The Icelandic Stone Collector That Left Behind a Secret Garden

Petra’s Garden | © Petra’s Steinasafn
Petra’s Garden | © Petra’s Steinasafn
Photo of Camille Buckley
26 November 2018

An extraordinary collection can be found in the serene East Iceland village of Stöðvarfjörður. What began as a simple hobby by a little girl grew to become a popular tourist attraction. As she got older, Petra María Sveinsdóttir’s stone collection grew until it could no longer fit in her house.

Born in 1922, in what is today known as Stöðvarfjörður, Ljósbörg, Petra María Sveinsdóttir lived her entire life in the village. She began collecting in 1946, bringing home stones she picked up during her long walks throughout the countryside, the sole origin of her collection.

The East fjords of Iceland had very difficult road connections up until 1962, which contributed to the low number of tourists visiting the isolated area. However, that all changed in 1974 when the garden opened its doors to the public.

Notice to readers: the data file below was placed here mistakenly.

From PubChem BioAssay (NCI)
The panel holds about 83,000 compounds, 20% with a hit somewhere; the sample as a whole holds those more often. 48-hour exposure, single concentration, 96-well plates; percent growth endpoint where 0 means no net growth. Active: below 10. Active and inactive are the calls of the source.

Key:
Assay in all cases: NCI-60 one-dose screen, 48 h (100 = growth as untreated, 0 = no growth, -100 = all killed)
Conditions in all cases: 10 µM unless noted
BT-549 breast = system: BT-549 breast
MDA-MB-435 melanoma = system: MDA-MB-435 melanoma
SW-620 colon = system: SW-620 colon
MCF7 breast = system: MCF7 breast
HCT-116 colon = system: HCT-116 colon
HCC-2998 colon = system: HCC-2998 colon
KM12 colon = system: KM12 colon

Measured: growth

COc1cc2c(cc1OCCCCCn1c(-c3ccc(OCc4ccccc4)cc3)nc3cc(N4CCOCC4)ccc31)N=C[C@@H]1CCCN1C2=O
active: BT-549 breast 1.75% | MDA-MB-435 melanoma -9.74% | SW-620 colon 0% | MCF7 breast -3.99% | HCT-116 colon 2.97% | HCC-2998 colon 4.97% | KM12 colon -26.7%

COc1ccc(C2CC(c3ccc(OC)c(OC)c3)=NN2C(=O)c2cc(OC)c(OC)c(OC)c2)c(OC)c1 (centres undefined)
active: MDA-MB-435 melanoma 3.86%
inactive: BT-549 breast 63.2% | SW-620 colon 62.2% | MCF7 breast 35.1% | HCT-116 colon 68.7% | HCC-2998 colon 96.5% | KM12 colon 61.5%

Jasper and Agate mixture | © Petra’s Steinasafn

In the 1950s, the popularity of the collection had grown so much that both locals and international travelers were paying the garden a visit. The rising curiosity eventually made the garden the biggest attraction in East Iceland up to this day.

Petra | © Petra’s Steinasafn

The remarkable garden was formally opened to the public in 1974 and in 2003, over 20,000 guests visited the location. Although many guests are interested in the visual appeal of the stones, others come for the supposed energies they emit as well. According to the website, guests have reported experiencing healing sensations during their visits.

Quartz | © Petra’s Steinasafn

Petra’s stone collection is definitely a must-see if you are interested in crystals and their uses in healing, and you can even purchase different stones to add to your own collection in the gift shop. The garden, which is open between May 1st and October 15th, has an entrance fee of 1,500 ISK ($12). There’s also a cafe in the sunroom of Petra’s house that is open to the public between June and September.

Petra passed away in 2012, six weeks after her autobiography titled Steina Petra was published.

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